The top salad leaves to grow in your garden for summer garnishes

Mark Diacono tells us his top salads to plant to accompany barbecues this summer season.

As the Isley Brothers almost said, summer leaves make me feel fine. As much as I love barbecued delights, sunny weather makes me crave clean, fresh leaves to go with them or redress the balance – some as plain and crisp as frost, others lively and bold as brass.

Dedicating a small space to growing your own salads and other embellishments will keep you in money-can’t-buy flavours and combinations and takes little effort or outlay.

‘Allow any to go to seed once you’ve harvested enough and you’ll find them popping up randomly in years to come’

Often, a lettuce – as simple as it comes – is all I want from a summer salad. A lazy-leafed butterhead, such as Butter-crunch, or a wonderful, 200-year-old, full-flavoured, elegantly ragged crisphead lettuce such as Reine de Grace is hard to beat, dressed only in good olive oil and salt.

That said, we’ve become a nation of salad-bag lovers and I use these along with Green Oakleaf and Erbette – somewhere between a soft spinach and lettuce – as the base for mixed salads and grow a steady supply of punctuating flavours, textures and looks to go with the plainer ones.

Mexican tree spinach, callaloo, rocket, giant red mustard and buckler-leaved sorrel are a few of my favourites that almost grow themselves. Allow any to go to seed once you’ve harvested enough and you’ll find them popping up randomly in years to come – somewhat annoyingly, they’re usually stronger and earlier than ones you’ve sown.

Organic farm. Summer party. A man carrying a metal pail of harvested salad leaves, herbs and vegetables.

I leave some to mature where they emerge, but if they’re too numerous or in an inconvenient location, I pluck the rest as I need them when they’re a few inches tall, tender and full of flavour for a delicious (and free) mixed salad.

Herbs are wildly undervalued as salad leaves. Used sparingly, coriander, shredded mint and basil (especially the smallest leaves and torn-up flowers) are so good, but my favourite for summer salads might well be salad burnet.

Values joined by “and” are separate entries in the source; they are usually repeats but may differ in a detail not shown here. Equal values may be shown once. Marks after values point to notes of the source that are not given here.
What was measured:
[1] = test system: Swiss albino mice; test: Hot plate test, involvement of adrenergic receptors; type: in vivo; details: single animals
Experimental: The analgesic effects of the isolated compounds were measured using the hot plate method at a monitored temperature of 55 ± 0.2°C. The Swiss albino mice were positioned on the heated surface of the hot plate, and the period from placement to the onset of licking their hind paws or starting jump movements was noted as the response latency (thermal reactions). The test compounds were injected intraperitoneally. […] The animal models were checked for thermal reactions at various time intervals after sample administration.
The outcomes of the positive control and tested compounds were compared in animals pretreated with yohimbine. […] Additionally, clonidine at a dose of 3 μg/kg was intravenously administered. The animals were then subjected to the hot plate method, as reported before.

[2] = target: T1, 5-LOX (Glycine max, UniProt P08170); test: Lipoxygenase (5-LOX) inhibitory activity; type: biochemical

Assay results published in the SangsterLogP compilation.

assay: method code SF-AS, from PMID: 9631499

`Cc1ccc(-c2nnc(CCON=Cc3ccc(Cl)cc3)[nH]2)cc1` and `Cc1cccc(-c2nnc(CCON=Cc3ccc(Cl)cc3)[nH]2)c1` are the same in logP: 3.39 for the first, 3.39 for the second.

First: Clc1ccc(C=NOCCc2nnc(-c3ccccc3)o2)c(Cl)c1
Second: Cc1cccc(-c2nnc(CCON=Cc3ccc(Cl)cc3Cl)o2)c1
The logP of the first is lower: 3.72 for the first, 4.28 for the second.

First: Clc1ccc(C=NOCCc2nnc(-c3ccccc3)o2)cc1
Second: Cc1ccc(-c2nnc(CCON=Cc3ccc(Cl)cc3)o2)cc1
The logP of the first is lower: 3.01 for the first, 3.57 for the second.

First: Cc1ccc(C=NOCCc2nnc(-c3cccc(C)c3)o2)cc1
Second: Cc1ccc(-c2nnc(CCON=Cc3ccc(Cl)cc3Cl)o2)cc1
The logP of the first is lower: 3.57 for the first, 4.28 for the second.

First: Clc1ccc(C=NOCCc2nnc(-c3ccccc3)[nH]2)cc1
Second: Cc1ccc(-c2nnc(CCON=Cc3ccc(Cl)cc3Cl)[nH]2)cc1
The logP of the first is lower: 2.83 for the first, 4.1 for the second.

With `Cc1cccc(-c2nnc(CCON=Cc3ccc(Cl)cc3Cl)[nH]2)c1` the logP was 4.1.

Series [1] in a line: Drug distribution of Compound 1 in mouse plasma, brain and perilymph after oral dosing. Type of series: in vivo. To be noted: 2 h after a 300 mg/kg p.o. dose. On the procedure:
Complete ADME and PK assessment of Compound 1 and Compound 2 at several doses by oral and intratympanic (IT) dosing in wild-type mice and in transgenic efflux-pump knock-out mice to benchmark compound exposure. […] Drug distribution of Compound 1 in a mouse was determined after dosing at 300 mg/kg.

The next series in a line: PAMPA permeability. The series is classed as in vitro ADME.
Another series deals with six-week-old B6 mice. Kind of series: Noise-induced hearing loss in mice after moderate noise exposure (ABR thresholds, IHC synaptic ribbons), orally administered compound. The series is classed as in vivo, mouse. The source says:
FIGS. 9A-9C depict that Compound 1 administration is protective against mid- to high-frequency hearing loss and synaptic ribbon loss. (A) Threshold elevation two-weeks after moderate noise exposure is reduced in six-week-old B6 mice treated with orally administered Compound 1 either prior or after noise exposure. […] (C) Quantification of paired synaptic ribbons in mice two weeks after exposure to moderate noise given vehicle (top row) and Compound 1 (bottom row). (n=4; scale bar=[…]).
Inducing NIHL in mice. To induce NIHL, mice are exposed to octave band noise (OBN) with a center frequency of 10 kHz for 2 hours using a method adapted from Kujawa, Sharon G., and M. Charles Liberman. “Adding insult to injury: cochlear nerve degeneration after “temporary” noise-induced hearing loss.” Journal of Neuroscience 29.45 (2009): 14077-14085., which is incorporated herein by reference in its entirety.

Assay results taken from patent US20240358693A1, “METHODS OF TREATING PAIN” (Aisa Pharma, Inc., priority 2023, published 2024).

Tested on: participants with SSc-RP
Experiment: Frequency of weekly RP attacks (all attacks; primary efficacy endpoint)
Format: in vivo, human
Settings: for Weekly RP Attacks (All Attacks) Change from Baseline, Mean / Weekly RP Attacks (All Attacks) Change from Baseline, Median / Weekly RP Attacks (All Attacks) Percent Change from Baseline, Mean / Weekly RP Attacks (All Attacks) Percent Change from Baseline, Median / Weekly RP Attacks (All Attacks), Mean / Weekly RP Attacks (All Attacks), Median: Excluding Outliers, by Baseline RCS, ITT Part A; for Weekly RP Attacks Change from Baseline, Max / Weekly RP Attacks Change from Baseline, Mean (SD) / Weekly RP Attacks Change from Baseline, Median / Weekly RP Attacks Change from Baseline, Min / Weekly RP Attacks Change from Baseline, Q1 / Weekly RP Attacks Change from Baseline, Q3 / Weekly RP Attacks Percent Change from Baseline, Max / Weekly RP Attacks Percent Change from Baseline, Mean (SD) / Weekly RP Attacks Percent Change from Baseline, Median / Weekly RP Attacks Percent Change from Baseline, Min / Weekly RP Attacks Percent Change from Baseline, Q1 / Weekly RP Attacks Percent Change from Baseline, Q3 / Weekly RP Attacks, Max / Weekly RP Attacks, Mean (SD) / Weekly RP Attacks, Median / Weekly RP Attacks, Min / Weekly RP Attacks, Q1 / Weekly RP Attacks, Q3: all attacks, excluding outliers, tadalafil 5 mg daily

‘If you’ve yet to eat a nasturtium flower, pop outside and put that to rights immediately’

Its small, oval, saw-edged leaves carry a beautifully clean, fresh cucumber flavour that brightens a bowl of mixed leaves.

Best bought as a young plant, salad burnet wakes from winter with a cheering optimism that carries you through the last dark weeks into spring. By summer, it’s good to cut the leaves back hard, to encourage fresh succu-lent growth: the larger, tougher leaves add a delightful cucumber flavour to jugs of water.

Salad burnet self-seeds if allowed and, once you’ve tried it, you’ll be happy to let it: I tend to leave one or two plants to flower – the red flowers are tiny, but really special – and go to seed for next year’s benefit.

Edible flowers are just the thing when it comes to adding a flourish to summer leaves.

Of the many possibilities, from courgette flowers and viola heartsease to feijoa, I’m particularly fond of borage and nasturtiums. Borage’s early flowers are a precious early source of pollen, which, along with its young leaves, add succulent, cool cucumber to summer salads.

If you’ve yet to eat a nasturtium flower, pop outside and put that to rights immediately. Pick a whole flower and give it a gentle shake (eating a bee is rarely pleasurable for either party) and pop it in your mouth whole. The unravelling of flavours goes from fresh and pea-like to start, through sweet and honeyed as you reach the nectar, followed by a bold peppery finish.

They are delicious, but, bear in mind, the deeper the colour, the stronger the pepperiness tends to be, so go for a yellow flower if you’re a bit uncertain. A couple for each person is plenty.